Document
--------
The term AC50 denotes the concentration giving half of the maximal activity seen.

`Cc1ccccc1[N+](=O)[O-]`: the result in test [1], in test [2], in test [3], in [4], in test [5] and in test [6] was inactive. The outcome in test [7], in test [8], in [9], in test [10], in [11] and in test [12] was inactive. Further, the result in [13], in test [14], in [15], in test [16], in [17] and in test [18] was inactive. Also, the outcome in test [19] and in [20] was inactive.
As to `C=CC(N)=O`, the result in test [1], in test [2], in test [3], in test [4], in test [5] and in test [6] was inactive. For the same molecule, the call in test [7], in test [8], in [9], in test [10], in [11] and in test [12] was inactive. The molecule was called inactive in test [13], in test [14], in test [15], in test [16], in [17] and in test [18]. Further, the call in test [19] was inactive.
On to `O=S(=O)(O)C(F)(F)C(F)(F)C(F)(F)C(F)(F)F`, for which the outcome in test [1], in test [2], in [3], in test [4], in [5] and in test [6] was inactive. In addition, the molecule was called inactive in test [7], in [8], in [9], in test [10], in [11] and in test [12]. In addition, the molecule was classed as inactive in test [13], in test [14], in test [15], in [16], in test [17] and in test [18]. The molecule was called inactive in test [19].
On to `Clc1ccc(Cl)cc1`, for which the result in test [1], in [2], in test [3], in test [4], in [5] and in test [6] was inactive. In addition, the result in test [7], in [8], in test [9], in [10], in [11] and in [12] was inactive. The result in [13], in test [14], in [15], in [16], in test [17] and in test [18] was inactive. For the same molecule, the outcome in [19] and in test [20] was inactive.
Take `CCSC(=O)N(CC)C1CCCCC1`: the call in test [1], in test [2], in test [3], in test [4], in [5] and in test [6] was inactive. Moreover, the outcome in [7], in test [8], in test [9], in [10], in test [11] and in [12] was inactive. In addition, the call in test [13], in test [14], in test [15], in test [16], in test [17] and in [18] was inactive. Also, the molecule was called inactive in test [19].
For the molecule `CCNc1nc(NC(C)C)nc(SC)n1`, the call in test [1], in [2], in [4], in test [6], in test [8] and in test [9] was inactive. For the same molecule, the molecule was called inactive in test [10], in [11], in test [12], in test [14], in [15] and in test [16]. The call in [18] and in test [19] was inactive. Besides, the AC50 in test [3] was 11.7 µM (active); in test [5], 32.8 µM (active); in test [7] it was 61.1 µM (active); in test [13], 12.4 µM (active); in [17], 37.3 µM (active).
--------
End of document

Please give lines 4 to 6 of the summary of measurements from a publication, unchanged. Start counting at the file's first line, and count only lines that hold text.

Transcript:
On to `O=S(=O)(O)C(F)(F)C(F)(F)C(F)(F)C(F)(F)F`, for which the outcome in test [1], in test [2], in [3], in test [4], in [5] and in test [6] was inactive. In addition, the molecule was called inactive in test [7], in [8], in [9], in test [10], in [11] and in test [12]. In addition, the molecule was classed as inactive in test [13], in test [14], in test [15], in [16], in test [17] and in test [18]. The molecule was called inactive in test [19].
On to `Clc1ccc(Cl)cc1`, for which the result in test [1], in [2], in test [3], in test [4], in [5] and in test [6] was inactive. In addition, the result in test [7], in [8], in test [9], in [10], in [11] and in [12] was inactive. The result in [13], in test [14], in [15], in [16], in test [17] and in test [18] was inactive. For the same molecule, the outcome in [19] and in test [20] was inactive.
Take `CCSC(=O)N(CC)C1CCCCC1`: the call in test [1], in test [2], in test [3], in test [4], in [5] and in test [6] was inactive. Moreover, the outcome in [7], in test [8], in test [9], in [10], in test [11] and in [12] was inactive. In addition, the call in test [13], in test [14], in test [15], in test [16], in test [17] and in [18] was inactive. Also, the molecule was called inactive in test [19].